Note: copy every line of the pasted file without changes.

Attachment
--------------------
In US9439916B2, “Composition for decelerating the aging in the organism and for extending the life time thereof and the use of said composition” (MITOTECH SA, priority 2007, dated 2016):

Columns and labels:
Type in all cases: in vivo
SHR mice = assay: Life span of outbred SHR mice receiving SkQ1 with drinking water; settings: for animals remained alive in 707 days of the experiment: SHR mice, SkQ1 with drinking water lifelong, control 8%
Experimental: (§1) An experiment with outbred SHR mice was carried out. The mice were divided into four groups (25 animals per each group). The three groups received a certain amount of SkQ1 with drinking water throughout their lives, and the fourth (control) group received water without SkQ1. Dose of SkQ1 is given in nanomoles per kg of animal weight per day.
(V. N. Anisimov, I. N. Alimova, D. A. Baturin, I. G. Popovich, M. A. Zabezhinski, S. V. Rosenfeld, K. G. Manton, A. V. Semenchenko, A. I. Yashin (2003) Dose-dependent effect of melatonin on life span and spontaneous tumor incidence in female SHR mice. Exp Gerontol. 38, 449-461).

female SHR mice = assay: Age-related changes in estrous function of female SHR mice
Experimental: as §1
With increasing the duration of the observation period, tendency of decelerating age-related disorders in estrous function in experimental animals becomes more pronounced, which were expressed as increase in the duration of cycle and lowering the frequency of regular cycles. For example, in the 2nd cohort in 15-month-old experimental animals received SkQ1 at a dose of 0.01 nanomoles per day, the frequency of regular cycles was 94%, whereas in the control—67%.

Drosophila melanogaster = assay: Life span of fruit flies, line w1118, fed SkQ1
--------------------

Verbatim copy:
In US9439916B2, “Composition for decelerating the aging in the organism and for extending the life time thereof and the use of said composition” (MITOTECH SA, priority 2007, dated 2016):

Columns and labels:
Type in all cases: in vivo
SHR mice = assay: Life span of outbred SHR mice receiving SkQ1 with drinking water; settings: for animals remained alive in 707 days of the experiment: SHR mice, SkQ1 with drinking water lifelong, control 8%
Experimental: (§1) An experiment with outbred SHR mice was carried out. The mice were divided into four groups (25 animals per each group). The three groups received a certain amount of SkQ1 with drinking water throughout their lives, and the fourth (control) group received water without SkQ1. Dose of SkQ1 is given in nanomoles per kg of animal weight per day.
(V. N. Anisimov, I. N. Alimova, D. A. Baturin, I. G. Popovich, M. A. Zabezhinski, S. V. Rosenfeld, K. G. Manton, A. V. Semenchenko, A. I. Yashin (2003) Dose-dependent effect of melatonin on life span and spontaneous tumor incidence in female SHR mice. Exp Gerontol. 38, 449-461).

female SHR mice = assay: Age-related changes in estrous function of female SHR mice
Experimental: as §1
With increasing the duration of the observation period, tendency of decelerating age-related disorders in estrous function in experimental animals becomes more pronounced, which were expressed as increase in the duration of cycle and lowering the frequency of regular cycles. For example, in the 2nd cohort in 15-month-old experimental animals received SkQ1 at a dose of 0.01 nanomoles per day, the frequency of regular cycles was 94%, whereas in the control—67%.

Drosophila melanogaster = assay: Life span of fruit flies, line w1118, fed SkQ1